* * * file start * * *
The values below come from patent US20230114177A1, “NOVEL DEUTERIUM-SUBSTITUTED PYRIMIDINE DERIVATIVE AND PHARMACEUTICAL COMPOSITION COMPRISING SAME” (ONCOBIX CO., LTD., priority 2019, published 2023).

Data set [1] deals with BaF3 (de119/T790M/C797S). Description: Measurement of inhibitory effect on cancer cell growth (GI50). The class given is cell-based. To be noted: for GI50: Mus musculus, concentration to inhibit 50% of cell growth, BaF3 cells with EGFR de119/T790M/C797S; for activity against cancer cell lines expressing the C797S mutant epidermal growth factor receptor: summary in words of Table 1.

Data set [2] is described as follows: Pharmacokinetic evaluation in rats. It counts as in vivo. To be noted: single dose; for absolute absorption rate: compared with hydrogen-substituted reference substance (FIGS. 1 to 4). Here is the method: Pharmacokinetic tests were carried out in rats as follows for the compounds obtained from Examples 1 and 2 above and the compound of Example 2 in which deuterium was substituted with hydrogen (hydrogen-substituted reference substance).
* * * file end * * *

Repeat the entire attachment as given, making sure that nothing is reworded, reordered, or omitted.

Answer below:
The values below come from patent US20230114177A1, “NOVEL DEUTERIUM-SUBSTITUTED PYRIMIDINE DERIVATIVE AND PHARMACEUTICAL COMPOSITION COMPRISING SAME” (ONCOBIX CO., LTD., priority 2019, published 2023).

Data set [1] deals with BaF3 (de119/T790M/C797S). Description: Measurement of inhibitory effect on cancer cell growth (GI50). The class given is cell-based. To be noted: for GI50: Mus musculus, concentration to inhibit 50% of cell growth, BaF3 cells with EGFR de119/T790M/C797S; for activity against cancer cell lines expressing the C797S mutant epidermal growth factor receptor: summary in words of Table 1.

Data set [2] is described as follows: Pharmacokinetic evaluation in rats. It counts as in vivo. To be noted: single dose; for absolute absorption rate: compared with hydrogen-substituted reference substance (FIGS. 1 to 4). Here is the method: Pharmacokinetic tests were carried out in rats as follows for the compounds obtained from Examples 1 and 2 above and the compound of Example 2 in which deuterium was substituted with hydrogen (hydrogen-substituted reference substance).